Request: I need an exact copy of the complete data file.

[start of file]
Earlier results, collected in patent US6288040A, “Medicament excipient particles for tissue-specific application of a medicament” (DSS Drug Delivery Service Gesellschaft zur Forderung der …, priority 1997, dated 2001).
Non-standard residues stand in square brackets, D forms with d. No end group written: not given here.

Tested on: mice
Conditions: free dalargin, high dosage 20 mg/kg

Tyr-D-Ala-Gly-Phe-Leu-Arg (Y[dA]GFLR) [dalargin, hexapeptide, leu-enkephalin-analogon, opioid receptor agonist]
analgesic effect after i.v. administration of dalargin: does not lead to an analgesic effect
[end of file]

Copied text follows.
Earlier results, collected in patent US6288040A, “Medicament excipient particles for tissue-specific application of a medicament” (DSS Drug Delivery Service Gesellschaft zur Forderung der …, priority 1997, dated 2001).
Non-standard residues stand in square brackets, D forms with d. No end group written: not given here.

Tested on: mice
Conditions: free dalargin, high dosage 20 mg/kg

Tyr-D-Ala-Gly-Phe-Leu-Arg (Y[dA]GFLR) [dalargin, hexapeptide, leu-enkephalin-analogon, opioid receptor agonist]
analgesic effect after i.v. administration of dalargin: does not lead to an analgesic effect